Gardening in Langley: Root rot masquerades as drought

Send questions to amarrison@shaw.ca. It helps to say which city or growing zone.

  • Sep. 10, 2015 12:00 a.m.

Dear Anne,

I am concerned about the tall cedar tree at the back of our property which has been slowly dying for the past four years. It has several brown brown branches and seems to be infecting the nearby pine tree. Is it possible for one type of conifer to infect another?

Carol, New Westminster

One of the major diseases causing cedar dieback is phytophthora root rot, and yes, it can affect pines. Cedar branches do go brown from phytophthora and this is slowly progressive as more roots decay.

Once this disease develops, I have never heard of it being cured.

Phytophthora dieback looks like symptoms of drought because the decaying roots are unable to carry adequate water up the tree. That’s why cedars (and other infected trees) gradually go brown.

Since we’ve had long summer droughts for several years now (with two of the most severe being this year and last year) it might be difficult to pinpoint the exact cause of your trees brown branches unless there are also reddish-brown patches on the bark.

In later stages of phytophthera there may be reddish-brown stains on the wood under the bark.

Although this disease causes the drying out of the upper tree, it actually originates from water movement in the soil which carries the infection from an infected tree to the roots of healthy ones. Our BC winters which in the past have featured heavy rains invite phytophthora when infected trees are nearby.

I’m sure we’ve all seen lines of cedar hedging with several brown trees close together while others are still green. This is generally phytophthora at work.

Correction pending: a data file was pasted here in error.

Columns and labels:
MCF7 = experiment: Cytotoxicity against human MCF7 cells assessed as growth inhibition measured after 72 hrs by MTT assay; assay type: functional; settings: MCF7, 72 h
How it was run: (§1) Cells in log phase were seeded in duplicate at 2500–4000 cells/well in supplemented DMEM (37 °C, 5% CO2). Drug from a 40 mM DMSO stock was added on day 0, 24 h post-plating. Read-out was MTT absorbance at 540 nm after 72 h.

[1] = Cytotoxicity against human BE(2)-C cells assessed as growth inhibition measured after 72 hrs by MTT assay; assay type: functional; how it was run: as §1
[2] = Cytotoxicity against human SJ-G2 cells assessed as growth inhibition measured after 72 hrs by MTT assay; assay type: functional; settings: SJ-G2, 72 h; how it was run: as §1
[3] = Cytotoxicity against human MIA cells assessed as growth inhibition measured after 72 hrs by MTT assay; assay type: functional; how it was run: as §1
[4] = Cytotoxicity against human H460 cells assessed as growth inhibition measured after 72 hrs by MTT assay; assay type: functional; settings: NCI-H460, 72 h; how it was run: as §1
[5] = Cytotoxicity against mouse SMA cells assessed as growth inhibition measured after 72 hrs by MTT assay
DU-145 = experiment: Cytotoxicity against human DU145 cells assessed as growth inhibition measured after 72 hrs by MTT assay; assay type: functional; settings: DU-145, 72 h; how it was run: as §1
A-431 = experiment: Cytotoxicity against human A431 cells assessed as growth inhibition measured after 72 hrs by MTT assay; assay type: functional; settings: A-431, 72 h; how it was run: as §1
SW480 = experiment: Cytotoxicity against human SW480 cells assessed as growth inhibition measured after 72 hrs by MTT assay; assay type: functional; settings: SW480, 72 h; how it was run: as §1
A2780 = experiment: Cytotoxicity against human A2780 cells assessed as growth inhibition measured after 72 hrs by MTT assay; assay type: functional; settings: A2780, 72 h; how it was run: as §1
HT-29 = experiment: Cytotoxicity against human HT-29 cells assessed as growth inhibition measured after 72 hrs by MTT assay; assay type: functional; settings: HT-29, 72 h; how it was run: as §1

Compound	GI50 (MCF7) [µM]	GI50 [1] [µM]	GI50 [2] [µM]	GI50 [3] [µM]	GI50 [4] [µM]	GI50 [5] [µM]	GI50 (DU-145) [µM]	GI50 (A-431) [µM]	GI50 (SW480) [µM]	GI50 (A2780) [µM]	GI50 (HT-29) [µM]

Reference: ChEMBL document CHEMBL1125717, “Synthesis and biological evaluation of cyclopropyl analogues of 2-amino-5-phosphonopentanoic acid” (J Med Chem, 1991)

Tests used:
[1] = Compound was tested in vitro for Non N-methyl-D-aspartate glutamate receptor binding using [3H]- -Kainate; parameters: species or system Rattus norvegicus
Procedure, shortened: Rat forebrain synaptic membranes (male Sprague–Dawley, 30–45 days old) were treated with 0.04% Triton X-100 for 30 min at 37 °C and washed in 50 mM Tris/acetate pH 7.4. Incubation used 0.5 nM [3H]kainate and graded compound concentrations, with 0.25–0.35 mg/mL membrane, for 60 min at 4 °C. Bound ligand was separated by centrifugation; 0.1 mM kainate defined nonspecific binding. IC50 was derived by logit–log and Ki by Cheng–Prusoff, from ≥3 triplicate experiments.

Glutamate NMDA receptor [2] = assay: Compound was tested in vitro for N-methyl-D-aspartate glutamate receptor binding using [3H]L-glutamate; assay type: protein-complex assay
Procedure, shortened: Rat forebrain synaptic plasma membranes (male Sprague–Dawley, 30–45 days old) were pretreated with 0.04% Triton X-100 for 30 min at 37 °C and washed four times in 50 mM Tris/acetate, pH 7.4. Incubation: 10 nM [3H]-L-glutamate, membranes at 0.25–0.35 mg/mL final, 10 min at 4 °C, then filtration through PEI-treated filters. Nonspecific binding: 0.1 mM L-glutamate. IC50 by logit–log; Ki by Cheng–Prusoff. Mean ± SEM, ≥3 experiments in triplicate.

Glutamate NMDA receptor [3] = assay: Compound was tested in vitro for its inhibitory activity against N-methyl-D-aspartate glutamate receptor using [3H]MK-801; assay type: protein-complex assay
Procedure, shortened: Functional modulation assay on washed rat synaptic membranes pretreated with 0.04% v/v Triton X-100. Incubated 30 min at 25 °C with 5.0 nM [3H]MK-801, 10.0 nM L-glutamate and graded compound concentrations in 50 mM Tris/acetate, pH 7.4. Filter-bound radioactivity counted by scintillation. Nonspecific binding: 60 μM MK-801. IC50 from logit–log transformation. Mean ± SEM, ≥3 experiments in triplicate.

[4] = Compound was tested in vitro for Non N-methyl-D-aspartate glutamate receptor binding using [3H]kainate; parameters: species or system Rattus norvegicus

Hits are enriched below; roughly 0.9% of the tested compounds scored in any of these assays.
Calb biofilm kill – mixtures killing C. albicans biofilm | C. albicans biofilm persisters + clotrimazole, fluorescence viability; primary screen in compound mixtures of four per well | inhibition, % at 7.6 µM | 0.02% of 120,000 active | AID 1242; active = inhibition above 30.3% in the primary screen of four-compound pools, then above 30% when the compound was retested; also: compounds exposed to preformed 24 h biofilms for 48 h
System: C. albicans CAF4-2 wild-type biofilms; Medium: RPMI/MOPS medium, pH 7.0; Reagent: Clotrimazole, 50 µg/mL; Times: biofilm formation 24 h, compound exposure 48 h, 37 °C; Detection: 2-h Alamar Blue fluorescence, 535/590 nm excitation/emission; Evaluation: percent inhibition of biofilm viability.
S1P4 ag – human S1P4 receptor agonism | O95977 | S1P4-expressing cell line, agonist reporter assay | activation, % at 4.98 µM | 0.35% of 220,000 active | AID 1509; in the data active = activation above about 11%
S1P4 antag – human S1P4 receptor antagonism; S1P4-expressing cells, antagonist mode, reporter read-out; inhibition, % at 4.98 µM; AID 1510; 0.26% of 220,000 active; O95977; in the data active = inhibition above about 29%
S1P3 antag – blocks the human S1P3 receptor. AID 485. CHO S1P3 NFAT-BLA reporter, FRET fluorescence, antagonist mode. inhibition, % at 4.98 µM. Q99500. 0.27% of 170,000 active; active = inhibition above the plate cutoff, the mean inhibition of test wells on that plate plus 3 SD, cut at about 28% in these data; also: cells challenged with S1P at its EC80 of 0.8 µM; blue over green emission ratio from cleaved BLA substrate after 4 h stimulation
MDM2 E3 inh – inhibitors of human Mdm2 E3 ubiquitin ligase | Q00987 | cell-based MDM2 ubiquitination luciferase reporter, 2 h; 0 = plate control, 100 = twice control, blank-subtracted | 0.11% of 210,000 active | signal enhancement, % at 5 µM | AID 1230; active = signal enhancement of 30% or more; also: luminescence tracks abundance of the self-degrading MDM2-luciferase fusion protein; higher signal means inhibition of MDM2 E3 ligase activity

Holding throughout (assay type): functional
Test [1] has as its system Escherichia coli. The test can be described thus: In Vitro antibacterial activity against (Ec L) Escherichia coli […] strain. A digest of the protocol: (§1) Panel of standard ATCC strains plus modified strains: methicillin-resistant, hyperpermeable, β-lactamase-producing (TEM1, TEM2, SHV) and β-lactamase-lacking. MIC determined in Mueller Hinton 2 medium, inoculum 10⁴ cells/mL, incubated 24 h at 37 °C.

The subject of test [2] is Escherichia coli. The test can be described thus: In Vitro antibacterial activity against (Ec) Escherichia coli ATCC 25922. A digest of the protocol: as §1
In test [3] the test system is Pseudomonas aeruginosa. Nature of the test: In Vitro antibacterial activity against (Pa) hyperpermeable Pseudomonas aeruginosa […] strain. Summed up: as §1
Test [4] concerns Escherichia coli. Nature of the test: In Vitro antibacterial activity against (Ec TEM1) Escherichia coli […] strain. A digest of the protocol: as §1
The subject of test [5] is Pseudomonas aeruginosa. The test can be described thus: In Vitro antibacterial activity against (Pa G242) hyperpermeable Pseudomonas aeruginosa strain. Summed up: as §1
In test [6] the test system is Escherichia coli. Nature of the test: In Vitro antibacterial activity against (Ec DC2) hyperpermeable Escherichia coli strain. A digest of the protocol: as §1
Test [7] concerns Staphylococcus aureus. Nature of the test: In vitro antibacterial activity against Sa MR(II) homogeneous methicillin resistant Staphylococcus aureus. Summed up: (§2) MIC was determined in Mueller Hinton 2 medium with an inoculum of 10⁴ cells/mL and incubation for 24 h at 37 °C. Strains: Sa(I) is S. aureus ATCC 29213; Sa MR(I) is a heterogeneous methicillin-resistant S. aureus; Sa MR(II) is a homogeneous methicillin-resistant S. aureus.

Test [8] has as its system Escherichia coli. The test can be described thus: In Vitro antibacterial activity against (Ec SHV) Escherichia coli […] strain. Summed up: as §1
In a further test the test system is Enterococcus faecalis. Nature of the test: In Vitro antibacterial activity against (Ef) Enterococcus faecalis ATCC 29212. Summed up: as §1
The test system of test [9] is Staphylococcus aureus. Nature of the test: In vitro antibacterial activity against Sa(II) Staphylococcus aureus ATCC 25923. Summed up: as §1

Root stability can be an issue as the disease progresses.

Dear Anne,

I have fig trees and small grape vines about two feet tall. I put them in-ground two months ago. Do they need any protection from cold for this coming winter? How do I do that?

Frank, Langley

The grapes need no protection for winter.

But the fig trees need protection of a wall, ideally a south or west wall. Otherwise a hard winter will kill them down to ground.

While they’re very small, you could surround them in winter with fallen leaves or straw held in place by a wire surround.

So far the only situation where fig trees have been hardy in the ground outside in Metro Vancouver is on a south or west slope exposed to full sun.

If the figs are by a house wall, they need to be pruned to fit the space available. The general idea is to open up the fig so that sunlight and air can penetrate and the fruit will ripen before cold weather begins. The first pruning of the year for shape can be done in early spring.

Figs need a second pruning in June which cuts all new shoots to four to six leaves depending on space. The side shoots which develop will bear the first crop of figs in the summer of the following year.

In our climate, the first crop of figs is usually the only one that has time to ripen.

 

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